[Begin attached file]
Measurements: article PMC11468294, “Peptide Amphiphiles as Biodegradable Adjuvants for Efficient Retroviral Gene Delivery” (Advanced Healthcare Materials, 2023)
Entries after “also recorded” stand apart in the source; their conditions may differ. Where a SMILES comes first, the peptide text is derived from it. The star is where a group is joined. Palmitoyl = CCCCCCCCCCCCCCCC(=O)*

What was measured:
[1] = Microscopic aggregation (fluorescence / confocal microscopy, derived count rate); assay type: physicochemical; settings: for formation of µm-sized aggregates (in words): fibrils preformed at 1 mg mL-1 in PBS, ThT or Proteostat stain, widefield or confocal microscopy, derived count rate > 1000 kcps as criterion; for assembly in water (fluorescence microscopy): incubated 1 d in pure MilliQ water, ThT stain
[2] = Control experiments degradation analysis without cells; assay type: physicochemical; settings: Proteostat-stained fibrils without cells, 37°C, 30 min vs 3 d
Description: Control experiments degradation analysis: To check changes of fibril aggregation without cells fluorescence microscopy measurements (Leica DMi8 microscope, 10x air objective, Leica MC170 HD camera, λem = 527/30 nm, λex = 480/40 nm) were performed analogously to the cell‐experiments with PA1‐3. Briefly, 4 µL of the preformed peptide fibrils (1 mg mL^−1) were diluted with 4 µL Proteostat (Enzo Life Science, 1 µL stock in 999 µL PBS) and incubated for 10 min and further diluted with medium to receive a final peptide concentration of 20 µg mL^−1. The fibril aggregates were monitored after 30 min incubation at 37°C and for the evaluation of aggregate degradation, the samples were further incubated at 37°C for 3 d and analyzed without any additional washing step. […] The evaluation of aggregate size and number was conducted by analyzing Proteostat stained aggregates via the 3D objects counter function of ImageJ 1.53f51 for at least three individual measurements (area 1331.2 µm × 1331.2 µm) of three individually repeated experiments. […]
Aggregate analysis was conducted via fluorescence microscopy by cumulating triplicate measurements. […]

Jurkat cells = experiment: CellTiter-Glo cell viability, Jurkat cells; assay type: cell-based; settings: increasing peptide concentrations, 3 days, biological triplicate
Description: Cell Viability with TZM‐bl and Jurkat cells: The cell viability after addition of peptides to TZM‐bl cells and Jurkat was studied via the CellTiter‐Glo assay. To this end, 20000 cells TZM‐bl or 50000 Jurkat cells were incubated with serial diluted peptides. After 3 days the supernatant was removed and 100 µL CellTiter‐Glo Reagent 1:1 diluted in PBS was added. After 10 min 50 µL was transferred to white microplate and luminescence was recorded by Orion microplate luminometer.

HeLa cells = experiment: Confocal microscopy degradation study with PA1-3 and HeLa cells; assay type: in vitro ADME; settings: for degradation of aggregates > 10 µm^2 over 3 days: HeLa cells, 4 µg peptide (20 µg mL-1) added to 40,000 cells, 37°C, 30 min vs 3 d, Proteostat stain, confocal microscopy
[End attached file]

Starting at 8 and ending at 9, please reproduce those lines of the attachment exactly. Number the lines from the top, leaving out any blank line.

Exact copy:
Jurkat cells = experiment: CellTiter-Glo cell viability, Jurkat cells; assay type: cell-based; settings: increasing peptide concentrations, 3 days, biological triplicate
Description: Cell Viability with TZM‐bl and Jurkat cells: The cell viability after addition of peptides to TZM‐bl cells and Jurkat was studied via the CellTiter‐Glo assay. To this end, 20000 cells TZM‐bl or 50000 Jurkat cells were incubated with serial diluted peptides. After 3 days the supernatant was removed and 100 µL CellTiter‐Glo Reagent 1:1 diluted in PBS was added. After 10 min 50 µL was transferred to white microplate and luminescence was recorded by Orion microplate luminometer.